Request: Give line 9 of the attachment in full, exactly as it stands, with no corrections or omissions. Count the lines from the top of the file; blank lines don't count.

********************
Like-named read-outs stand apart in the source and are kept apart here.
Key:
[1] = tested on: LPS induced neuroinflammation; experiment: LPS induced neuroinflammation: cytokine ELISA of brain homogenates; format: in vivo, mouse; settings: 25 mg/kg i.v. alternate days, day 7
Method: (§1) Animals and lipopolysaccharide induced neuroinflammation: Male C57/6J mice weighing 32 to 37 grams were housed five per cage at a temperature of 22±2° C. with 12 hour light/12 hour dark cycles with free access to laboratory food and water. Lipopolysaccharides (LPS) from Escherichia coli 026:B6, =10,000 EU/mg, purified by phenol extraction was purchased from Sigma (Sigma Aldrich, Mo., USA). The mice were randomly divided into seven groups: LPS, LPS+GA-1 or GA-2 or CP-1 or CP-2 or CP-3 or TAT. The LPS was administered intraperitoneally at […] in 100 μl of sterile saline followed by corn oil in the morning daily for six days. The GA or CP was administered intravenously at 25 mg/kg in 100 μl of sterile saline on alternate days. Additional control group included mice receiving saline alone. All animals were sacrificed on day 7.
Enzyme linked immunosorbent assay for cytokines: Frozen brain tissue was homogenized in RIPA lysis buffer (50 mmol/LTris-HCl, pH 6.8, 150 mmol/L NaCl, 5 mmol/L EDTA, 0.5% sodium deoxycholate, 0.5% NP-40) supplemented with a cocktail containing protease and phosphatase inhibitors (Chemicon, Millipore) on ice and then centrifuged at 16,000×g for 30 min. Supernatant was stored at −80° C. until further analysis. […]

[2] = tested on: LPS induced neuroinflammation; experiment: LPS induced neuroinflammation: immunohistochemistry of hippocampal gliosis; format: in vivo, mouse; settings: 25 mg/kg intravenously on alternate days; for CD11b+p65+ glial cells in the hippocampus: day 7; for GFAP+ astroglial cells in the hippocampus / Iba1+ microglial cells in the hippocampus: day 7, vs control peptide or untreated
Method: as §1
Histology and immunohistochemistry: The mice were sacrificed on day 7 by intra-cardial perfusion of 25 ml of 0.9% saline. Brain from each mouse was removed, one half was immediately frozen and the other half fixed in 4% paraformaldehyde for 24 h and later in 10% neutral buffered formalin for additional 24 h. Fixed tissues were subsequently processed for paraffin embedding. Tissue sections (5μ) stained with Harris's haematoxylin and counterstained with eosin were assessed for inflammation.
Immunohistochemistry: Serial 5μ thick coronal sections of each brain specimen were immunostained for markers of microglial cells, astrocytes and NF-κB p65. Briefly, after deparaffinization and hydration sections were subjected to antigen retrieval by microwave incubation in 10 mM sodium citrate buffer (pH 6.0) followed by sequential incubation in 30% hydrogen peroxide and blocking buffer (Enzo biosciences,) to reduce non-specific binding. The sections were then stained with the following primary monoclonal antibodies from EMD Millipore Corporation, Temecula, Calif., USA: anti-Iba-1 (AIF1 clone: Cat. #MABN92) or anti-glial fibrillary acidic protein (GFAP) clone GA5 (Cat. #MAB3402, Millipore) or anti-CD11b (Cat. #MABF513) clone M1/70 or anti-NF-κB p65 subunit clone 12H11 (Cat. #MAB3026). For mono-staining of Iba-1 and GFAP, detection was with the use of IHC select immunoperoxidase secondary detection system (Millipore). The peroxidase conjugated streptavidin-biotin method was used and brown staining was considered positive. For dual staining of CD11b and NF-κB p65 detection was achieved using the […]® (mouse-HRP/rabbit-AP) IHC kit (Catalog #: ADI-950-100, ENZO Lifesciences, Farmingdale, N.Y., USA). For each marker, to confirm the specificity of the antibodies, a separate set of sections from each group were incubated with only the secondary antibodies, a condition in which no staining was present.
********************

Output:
Immunohistochemistry: Serial 5μ thick coronal sections of each brain specimen were immunostained for markers of microglial cells, astrocytes and NF-κB p65. Briefly, after deparaffinization and hydration sections were subjected to antigen retrieval by microwave incubation in 10 mM sodium citrate buffer (pH 6.0) followed by sequential incubation in 30% hydrogen peroxide and blocking buffer (Enzo biosciences,) to reduce non-specific binding. The sections were then stained with the following primary monoclonal antibodies from EMD Millipore Corporation, Temecula, Calif., USA: anti-Iba-1 (AIF1 clone: Cat. #MABN92) or anti-glial fibrillary acidic protein (GFAP) clone GA5 (Cat. #MAB3402, Millipore) or anti-CD11b (Cat. #MABF513) clone M1/70 or anti-NF-κB p65 subunit clone 12H11 (Cat. #MAB3026). For mono-staining of Iba-1 and GFAP, detection was with the use of IHC select immunoperoxidase secondary detection system (Millipore). The peroxidase conjugated streptavidin-biotin method was used and brown staining was considered positive. For dual staining of CD11b and NF-κB p65 detection was achieved using the […]® (mouse-HRP/rabbit-AP) IHC kit (Catalog #: ADI-950-100, ENZO Lifesciences, Farmingdale, N.Y., USA). For each marker, to confirm the specificity of the antibodies, a separate set of sections from each group were incubated with only the secondary antibodies, a condition in which no staining was present.